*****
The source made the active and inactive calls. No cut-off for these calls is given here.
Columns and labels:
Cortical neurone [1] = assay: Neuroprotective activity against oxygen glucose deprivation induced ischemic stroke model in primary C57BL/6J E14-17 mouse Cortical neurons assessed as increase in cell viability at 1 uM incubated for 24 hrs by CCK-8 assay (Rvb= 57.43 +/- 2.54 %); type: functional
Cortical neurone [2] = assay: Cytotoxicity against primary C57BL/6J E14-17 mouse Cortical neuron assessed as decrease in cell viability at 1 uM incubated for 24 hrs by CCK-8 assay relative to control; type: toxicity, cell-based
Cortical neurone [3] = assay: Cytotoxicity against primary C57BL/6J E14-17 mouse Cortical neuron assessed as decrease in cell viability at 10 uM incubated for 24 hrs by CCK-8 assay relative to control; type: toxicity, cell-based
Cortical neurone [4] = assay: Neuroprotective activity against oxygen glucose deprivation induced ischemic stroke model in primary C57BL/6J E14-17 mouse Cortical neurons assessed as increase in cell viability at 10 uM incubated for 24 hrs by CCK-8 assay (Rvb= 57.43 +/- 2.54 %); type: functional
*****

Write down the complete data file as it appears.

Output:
The source made the active and inactive calls. No cut-off for these calls is given here.
Columns and labels:
Cortical neurone [1] = assay: Neuroprotective activity against oxygen glucose deprivation induced ischemic stroke model in primary C57BL/6J E14-17 mouse Cortical neurons assessed as increase in cell viability at 1 uM incubated for 24 hrs by CCK-8 assay (Rvb= 57.43 +/- 2.54 %); type: functional
Cortical neurone [2] = assay: Cytotoxicity against primary C57BL/6J E14-17 mouse Cortical neuron assessed as decrease in cell viability at 1 uM incubated for 24 hrs by CCK-8 assay relative to control; type: toxicity, cell-based
Cortical neurone [3] = assay: Cytotoxicity against primary C57BL/6J E14-17 mouse Cortical neuron assessed as decrease in cell viability at 10 uM incubated for 24 hrs by CCK-8 assay relative to control; type: toxicity, cell-based
Cortical neurone [4] = assay: Neuroprotective activity against oxygen glucose deprivation induced ischemic stroke model in primary C57BL/6J E14-17 mouse Cortical neurons assessed as increase in cell viability at 10 uM incubated for 24 hrs by CCK-8 assay (Rvb= 57.43 +/- 2.54 %); type: functional